Algorithm Integration.

We then employ clustering algorithms on this graph to find candidate service cuts. Our concepts and tool architecture are designed to be general enough to allow the inclusion of multiple algorithms; e.g., a programming interface is provided which can be implemented for any clustering algorithm that is based on undirected, weighted graphs. At present, we included Java implementations of two algorithms, namely Girvan-Newman [10] and the Epidemic Label Propagation (ELP), originally defined by Raghavan and later refined by Leung et al. [14]. A comparison of and rationale for the selection of these two different approaches can be found in [7]. For instance, the two algorithms differ from each other in their (non-)deterministic behavior; only one of them required a number-of-clusters in parameter.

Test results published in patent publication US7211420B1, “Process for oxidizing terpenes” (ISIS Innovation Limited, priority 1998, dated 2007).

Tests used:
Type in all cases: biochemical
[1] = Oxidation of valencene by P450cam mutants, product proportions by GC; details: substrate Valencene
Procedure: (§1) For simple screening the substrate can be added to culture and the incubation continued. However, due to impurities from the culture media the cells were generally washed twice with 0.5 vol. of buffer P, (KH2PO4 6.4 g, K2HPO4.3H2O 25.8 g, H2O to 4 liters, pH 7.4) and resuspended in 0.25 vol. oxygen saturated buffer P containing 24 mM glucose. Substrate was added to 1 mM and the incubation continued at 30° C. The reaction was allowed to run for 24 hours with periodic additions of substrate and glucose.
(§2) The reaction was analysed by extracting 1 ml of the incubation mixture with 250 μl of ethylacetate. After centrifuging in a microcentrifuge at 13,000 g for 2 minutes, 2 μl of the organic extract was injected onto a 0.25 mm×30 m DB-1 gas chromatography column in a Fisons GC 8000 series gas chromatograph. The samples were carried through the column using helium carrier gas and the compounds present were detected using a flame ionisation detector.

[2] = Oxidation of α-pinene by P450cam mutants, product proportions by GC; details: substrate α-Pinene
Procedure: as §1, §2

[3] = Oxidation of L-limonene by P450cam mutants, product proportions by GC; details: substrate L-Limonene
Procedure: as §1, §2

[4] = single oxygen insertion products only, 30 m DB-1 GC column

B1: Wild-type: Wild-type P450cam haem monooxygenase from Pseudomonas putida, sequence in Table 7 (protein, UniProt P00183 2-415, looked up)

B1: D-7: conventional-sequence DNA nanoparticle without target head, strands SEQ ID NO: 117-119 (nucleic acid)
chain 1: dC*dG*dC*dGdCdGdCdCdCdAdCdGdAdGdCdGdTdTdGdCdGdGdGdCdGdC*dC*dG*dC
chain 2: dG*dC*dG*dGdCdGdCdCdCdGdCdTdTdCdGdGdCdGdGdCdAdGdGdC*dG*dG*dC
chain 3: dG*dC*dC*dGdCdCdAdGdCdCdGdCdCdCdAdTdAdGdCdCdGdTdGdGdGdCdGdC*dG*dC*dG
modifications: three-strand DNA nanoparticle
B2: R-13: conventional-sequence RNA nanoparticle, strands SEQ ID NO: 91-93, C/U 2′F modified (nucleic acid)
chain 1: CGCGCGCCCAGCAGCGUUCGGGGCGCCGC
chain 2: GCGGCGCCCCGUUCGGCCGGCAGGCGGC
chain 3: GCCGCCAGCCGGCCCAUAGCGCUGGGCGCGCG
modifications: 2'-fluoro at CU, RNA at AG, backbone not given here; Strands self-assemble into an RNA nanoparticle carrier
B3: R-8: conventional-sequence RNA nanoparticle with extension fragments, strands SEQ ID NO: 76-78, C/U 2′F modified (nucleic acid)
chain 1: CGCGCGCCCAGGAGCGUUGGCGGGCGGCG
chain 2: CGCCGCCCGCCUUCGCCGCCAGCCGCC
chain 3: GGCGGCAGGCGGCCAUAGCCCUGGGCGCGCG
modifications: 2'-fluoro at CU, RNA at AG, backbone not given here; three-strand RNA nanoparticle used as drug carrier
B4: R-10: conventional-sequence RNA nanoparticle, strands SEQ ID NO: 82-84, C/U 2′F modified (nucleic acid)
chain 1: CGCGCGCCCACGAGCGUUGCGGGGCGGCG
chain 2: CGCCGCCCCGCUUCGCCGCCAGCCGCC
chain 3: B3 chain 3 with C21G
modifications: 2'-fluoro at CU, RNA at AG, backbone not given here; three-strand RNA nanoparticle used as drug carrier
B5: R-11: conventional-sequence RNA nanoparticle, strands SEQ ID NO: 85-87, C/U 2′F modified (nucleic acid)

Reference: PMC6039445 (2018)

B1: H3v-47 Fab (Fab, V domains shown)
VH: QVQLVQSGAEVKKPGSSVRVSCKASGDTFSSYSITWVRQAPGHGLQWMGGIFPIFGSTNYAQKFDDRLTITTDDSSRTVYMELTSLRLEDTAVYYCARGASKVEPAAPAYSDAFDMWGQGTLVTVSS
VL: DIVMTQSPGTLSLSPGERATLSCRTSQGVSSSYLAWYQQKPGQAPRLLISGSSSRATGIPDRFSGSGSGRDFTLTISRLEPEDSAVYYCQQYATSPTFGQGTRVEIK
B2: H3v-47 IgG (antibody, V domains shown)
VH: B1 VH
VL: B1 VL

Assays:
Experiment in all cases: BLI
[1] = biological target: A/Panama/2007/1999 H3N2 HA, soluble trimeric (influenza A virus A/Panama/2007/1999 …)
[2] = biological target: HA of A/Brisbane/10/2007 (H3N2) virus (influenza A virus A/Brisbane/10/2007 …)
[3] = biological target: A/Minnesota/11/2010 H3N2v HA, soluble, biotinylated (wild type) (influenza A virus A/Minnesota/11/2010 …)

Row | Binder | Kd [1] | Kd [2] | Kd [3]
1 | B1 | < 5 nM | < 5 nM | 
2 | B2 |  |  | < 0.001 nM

Results of a deterministic algorithm like Girvan-Newman can be reproduced by running the algorithm repeatedly using the same input data. The impact of different input data, scoring values and priorities can therefore be analyzed as the algorithm itself does not include a random element. A non-deterministic algorithm like ELP (Leung) complicates analysis, as changes in the results do not always result from input changes. Furthermore, results always need to be safely persisted and reloaded since they cannot be reproduced reliably. An element of randomness is not necessarily a disadvantage: Running multiple algorithm cycles presents different solutions and outlines where the difficult architectural decisions reside.